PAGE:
Discovery plans more international launches to follow TLC

Having announced yesterday its intention to roll out female-skewing cable network TLC internationally, Discovery has said it is looking at launches for the upcoming Oprah Winfrey Network (OWN) and kids channel The Hub outside the US. Discovery International president and CEO Mark Hollinger Hollinger told Digital TV Europe that the launch of TLC could be followed by other international services. The aim, he said, was to have three or four strong ad-supported channels in international markets.

“OWN has the potential to be a strong brand in some markets,” he said. Decisions could be based on the strength or otherwise of the profile of the Oprah show in particular markets. He highlighted Canada as a market where it was well-received. “Whether it has broader distribution elsewhere remains to be seen,” he said.

Hollinger added that Discovery also had “some international ambitions” for The Hub, which is a joint venture with Hasbro. In the US it will launch this autumn. The existing Discovery Kids channel is strong in Latin America, where Discovery stole a march on its competitors, but lack of investment in programming has acted as a brake on its development in the US and elsewhere. “Now with enhanced production investment along with Hasbro, maybe we can add a second channel in Latin America and take a kids channel to other markets,” he said.

The international TLC roll out starts this week with launches on Norwegian pay-TV services Canal Digital, GET and Lyse pay TV services. Discovery says the channel will be in 100 million homes by spring 2011.

“We are still oriented towards affiliate revenue in our international portfolio, so we thought ad revenue was an area to go for,” said Hollinger. “Except for Discovery Kids in Latin America we have not had a strong ad sales story in the international portfolio and the mission was to find that.”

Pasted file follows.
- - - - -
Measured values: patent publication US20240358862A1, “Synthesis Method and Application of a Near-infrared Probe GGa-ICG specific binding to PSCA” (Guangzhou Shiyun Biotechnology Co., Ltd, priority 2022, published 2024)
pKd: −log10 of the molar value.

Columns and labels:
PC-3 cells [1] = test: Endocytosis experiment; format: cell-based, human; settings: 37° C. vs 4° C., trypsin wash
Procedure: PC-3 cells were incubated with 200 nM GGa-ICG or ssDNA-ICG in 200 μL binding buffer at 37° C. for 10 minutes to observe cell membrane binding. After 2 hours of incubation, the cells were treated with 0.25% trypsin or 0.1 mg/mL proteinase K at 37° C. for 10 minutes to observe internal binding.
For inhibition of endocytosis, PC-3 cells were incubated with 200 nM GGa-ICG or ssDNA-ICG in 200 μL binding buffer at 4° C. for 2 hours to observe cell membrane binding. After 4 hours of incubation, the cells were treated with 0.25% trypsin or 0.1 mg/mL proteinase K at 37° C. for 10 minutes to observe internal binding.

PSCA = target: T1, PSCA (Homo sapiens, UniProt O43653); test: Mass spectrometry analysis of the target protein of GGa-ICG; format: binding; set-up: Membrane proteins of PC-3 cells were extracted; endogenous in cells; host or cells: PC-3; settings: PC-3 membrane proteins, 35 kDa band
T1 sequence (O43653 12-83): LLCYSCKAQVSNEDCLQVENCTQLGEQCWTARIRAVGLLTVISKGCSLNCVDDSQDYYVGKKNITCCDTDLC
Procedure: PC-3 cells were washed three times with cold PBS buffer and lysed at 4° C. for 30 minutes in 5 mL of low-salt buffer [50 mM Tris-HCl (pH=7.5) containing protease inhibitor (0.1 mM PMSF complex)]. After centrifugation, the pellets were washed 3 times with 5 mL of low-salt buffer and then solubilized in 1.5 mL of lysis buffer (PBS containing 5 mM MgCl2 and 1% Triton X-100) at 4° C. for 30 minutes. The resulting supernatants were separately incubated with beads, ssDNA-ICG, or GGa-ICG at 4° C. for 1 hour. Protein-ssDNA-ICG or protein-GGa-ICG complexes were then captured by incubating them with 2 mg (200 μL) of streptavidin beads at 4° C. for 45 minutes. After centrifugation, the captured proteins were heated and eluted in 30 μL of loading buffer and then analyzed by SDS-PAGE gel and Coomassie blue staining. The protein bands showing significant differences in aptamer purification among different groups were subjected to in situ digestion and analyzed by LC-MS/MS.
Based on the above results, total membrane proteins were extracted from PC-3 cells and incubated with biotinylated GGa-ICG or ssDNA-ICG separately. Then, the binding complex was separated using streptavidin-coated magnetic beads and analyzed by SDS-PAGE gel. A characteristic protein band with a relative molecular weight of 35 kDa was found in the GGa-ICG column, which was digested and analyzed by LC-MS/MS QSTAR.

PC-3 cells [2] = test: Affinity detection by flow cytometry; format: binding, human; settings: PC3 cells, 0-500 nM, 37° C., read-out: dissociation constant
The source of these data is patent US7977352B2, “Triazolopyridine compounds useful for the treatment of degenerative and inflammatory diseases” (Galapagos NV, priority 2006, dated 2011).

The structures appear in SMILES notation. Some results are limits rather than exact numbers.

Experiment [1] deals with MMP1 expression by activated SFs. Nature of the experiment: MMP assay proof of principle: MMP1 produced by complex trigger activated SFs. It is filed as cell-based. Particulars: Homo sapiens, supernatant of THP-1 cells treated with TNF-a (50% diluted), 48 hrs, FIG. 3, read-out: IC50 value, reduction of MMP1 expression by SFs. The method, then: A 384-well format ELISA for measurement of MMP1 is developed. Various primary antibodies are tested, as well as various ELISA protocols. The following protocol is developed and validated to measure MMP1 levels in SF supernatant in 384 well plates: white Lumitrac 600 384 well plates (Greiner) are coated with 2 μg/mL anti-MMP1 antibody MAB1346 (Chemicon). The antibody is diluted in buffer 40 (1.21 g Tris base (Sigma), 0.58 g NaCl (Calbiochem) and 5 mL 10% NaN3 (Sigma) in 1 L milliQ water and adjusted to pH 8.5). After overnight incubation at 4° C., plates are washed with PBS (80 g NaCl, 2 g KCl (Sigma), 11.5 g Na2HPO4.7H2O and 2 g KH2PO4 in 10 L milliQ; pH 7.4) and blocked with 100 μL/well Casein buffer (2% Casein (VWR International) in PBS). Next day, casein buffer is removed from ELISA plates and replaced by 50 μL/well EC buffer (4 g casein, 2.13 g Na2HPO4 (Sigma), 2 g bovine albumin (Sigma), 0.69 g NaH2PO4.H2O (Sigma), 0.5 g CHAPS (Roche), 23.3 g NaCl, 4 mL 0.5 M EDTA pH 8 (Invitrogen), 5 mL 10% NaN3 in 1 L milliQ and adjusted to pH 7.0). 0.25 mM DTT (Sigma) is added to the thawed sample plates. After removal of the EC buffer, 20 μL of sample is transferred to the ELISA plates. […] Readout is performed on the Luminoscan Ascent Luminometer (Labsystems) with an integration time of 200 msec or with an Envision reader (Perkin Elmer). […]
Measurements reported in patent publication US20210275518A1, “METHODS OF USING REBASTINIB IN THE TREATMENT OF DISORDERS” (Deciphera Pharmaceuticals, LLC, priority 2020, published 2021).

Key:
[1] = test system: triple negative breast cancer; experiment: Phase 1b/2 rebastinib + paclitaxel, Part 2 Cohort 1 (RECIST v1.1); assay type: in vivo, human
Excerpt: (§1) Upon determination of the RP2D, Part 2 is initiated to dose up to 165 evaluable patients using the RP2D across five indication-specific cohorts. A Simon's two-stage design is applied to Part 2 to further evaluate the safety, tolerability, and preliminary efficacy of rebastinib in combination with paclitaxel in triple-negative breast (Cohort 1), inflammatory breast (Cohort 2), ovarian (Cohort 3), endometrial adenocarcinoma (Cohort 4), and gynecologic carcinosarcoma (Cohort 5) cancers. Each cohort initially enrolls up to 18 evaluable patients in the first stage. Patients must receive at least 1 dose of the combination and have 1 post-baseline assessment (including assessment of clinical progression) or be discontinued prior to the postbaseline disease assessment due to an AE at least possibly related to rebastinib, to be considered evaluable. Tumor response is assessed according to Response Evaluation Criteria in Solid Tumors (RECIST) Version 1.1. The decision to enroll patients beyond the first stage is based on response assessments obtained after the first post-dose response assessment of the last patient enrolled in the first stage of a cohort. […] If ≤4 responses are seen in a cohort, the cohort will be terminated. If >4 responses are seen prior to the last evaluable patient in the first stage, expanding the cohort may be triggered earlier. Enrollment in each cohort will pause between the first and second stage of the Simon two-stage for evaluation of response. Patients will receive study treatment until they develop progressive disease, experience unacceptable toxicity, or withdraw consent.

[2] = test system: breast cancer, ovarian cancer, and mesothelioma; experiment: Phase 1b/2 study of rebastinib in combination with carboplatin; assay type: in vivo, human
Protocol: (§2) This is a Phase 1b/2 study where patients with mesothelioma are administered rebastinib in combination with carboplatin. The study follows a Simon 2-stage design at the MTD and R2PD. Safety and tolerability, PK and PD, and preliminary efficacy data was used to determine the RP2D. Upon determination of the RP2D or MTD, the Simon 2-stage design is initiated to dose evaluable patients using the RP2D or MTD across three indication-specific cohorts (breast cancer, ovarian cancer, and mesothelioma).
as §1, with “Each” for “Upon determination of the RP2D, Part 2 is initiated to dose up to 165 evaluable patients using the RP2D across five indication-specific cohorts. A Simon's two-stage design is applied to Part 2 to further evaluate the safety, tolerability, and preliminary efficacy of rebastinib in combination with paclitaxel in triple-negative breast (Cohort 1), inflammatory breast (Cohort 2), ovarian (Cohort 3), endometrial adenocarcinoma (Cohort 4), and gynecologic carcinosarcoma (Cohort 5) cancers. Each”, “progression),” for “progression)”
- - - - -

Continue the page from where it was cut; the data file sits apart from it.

Hollinger said that the launch of a female-oriented channel also gave balance to a portfolio that hitherto has been predominantly male-oriented. The international launch of TLC also built on the success of the channel in the US over the last two years, which has been accompanied by the creation of a strong programme production base to support it.

TLC will be locally versioned for each market. “It’s intended to be a global channel but the strategy will differ in terms of the programming mix, which will be more localised and customised for TLC than it is for the Discovery Channel,” said Hollinger, who added that this was made necessary by the lifestyle-oriented element of the channel’s remit. He said investment in local programming was “a substantial priority” for the channel. Discovery will also draw on its programming base for other channels to bolster the channel’s output, including using content from Discovery ID in markets where it is not already distributed. “In markets where ID doesn’t have distribution we could draw on that rather than launch in parallel,” said Hollinger.